Good Monday morning. Faith, politics and history will combine today as America celebrates the birthday of the Rev. Dr. Martin Luther King Jr., who changed the world.
⚡ Breaking: China's coronavirus spread to South Korea after a resident of Wuhan flew to Seoul, where she was isolated with symptoms including high fever, per Reuters:
Illustration: Rebecca Zisser/Axios
Businesses are leading the way on crises like climate change and health care, because institutions like media and government are no longer seen as ethical and competent, Sara Fischer writes from the 20th annual Edelman Trust Barometer.
The survey, out today, shows a stark class divide — a growing gap in institutional trust between wealthier, more educated people vs. the rest of the population.
Richmond is bracing today for potential violence — “another Charlottesville,” in the worst-case scenario — as thousands are expected at the Virginia capitol to protest gun legislation, Axios Executive Editor Sara Kehaulani Goo writes.
Virginia officials are on edge after learning that militia groups, including some extremists with white supremacist views, were planning a violent attack today, an annual lobbying day for the public to express views at the state capitol.
The FAA has instituted a ban on airspace over the capitol out of concern for aerial threats, including weaponized drones, the WashPost reports.
Senate Democratic Leader Chuck Schumer announced yesterday that Democrats "will force votes on witnesses and documents" as President Trump's impeachment trial begins tomorrow.
🧠 And this from Sneak is some of the weekend's most interesting reporting:
Peloton is going to court to try to protect its head start in “connected fitness" as challengers move in, The Wall Street Journal's John Stoll reports (subscription):
"Intellectual-property disputes are tough to resolve in the fitness world, because most workout techniques are based on decades-old concepts that are hard to patent," The Journal adds.
The N.Y. Times breaks tradition to co-endorse two Democrats for president — Sen. Amy Klobuchar of Minnesota and Sen. Elizabeth Warren of Massachusetts:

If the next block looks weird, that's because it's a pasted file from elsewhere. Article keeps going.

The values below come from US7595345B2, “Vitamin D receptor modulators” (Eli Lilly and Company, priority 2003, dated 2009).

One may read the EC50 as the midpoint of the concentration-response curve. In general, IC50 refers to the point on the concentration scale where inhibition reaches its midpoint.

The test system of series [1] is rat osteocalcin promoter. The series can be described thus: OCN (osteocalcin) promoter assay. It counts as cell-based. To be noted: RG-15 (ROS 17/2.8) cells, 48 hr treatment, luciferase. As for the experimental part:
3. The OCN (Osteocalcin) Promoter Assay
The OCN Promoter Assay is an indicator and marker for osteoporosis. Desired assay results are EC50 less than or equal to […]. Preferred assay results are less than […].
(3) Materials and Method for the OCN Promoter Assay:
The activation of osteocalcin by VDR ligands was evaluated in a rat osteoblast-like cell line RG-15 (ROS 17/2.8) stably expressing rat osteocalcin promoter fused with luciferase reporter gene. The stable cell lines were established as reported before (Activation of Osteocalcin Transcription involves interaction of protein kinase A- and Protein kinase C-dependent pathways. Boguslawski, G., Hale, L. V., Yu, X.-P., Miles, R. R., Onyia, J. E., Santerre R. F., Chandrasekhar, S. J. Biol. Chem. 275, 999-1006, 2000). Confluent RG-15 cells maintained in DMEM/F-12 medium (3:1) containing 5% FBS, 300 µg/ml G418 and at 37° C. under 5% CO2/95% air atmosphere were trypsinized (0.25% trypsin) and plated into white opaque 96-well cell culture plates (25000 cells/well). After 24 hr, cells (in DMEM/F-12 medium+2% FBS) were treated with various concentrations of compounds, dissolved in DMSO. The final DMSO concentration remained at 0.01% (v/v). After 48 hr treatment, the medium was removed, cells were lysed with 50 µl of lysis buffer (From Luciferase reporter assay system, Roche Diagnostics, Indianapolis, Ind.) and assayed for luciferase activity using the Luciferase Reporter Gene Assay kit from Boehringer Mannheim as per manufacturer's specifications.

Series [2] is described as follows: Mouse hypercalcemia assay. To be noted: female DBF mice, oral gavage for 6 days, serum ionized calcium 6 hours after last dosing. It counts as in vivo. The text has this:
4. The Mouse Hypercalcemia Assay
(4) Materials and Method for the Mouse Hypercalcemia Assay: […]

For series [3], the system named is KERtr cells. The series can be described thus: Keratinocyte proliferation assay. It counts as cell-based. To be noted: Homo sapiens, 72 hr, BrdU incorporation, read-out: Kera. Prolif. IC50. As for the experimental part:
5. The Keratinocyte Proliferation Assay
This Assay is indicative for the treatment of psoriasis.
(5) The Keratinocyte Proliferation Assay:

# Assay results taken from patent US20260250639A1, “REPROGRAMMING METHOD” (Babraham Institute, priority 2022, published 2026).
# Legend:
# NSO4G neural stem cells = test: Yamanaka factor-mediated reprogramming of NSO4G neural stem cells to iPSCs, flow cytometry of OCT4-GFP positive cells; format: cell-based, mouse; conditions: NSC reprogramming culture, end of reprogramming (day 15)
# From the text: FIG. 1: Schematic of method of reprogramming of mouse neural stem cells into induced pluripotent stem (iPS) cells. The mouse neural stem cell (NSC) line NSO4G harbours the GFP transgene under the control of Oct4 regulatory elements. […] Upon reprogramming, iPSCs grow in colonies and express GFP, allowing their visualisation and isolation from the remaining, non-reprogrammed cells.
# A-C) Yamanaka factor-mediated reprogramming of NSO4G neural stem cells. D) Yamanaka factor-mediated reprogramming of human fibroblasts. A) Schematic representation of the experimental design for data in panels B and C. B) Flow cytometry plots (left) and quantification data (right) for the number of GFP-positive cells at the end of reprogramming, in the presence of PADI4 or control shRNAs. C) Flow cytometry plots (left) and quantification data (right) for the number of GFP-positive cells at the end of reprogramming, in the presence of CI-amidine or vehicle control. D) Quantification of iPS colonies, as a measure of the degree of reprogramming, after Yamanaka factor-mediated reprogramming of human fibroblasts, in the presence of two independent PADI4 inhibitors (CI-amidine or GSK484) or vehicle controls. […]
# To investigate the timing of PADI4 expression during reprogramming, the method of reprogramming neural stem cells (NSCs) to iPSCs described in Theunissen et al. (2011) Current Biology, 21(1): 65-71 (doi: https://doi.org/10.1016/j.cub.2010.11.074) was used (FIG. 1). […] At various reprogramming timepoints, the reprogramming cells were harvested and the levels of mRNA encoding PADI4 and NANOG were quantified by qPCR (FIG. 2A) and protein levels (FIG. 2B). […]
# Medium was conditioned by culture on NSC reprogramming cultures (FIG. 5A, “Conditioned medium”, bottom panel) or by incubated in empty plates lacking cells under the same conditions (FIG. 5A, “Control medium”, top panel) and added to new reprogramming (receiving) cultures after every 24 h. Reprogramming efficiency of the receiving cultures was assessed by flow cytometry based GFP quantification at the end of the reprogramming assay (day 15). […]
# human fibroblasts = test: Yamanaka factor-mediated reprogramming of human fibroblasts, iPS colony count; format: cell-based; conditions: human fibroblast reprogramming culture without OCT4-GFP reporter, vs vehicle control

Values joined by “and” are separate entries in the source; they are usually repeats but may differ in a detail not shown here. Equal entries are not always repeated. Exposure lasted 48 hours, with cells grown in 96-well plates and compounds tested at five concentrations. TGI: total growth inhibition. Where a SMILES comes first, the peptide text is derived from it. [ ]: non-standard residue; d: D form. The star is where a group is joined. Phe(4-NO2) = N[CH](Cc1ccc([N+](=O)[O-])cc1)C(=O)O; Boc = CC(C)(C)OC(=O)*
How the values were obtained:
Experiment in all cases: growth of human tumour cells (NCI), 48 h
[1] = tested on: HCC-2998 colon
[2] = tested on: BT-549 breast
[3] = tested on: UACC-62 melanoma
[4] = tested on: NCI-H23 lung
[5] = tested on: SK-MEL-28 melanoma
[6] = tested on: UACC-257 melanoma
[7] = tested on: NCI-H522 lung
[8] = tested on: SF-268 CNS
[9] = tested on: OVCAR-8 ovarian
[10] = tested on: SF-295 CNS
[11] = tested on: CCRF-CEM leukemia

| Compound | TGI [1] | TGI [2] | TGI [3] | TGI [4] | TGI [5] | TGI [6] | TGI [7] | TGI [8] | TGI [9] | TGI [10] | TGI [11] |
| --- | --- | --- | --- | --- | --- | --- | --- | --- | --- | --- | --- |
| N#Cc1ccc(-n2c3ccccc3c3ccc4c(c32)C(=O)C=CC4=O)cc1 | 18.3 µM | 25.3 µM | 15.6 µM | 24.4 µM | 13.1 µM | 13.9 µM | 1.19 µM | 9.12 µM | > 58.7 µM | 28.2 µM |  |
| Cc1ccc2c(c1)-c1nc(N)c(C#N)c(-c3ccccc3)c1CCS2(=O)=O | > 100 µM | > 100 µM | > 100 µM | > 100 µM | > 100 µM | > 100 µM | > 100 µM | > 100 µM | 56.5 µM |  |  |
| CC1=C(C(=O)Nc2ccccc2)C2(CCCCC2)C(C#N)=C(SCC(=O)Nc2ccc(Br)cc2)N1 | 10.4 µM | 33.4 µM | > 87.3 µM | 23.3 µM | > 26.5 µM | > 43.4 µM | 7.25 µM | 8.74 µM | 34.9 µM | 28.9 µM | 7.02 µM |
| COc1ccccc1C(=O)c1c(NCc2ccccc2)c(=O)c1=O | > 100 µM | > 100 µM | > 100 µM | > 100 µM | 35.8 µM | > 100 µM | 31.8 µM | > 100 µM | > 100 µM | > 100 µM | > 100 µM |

Some in the party [like Klobuchar] view President Trump as an aberration and believe that a return to a more sensible America is possible. Then there are those [like Warren] who believe that President Trump was the product of political and economic systems so rotten that they must be replaced. ...
Both the radical and the realist models warrant serious consideration. If there were ever a time to be open to new ideas, it is now. If there were ever a time to seek stability, now is it.
🚨 Times strafes Sanders: "Sanders would be 79 when he assumed office, and after an October heart attack, his health is a serious concern. Then, there’s how Mr. Sanders approaches politics. He boasts that compromise is anathema to him."
Deval Patrick, presidential candidate and former Massachusetts governor, today will unveil a plan for the federal government to provide reparations to living descendants of slaves, Alexi McCammond reports.
As a first step toward reparations, Patrick supports HR 40, the House bill to form a commission to study the issue.
The first Americans to be counted in the 2020 census, which begins tomorrow, live in Toksook Bay, Alaska — a community of 661 on the edge of the American expanse, AP's Mark Thiessen reports.
The rest of the country, plus urban areas of Alaska such as Anchorage, will begin the census in mid-March.
Early Super Bowl LIV odds have the Kansas City Chiefs as 1.5-point favorites over the San Francisco 49ers.
The 54th Super Bowl — Feb. 2 in Miami — will almost surely set new legal betting records.
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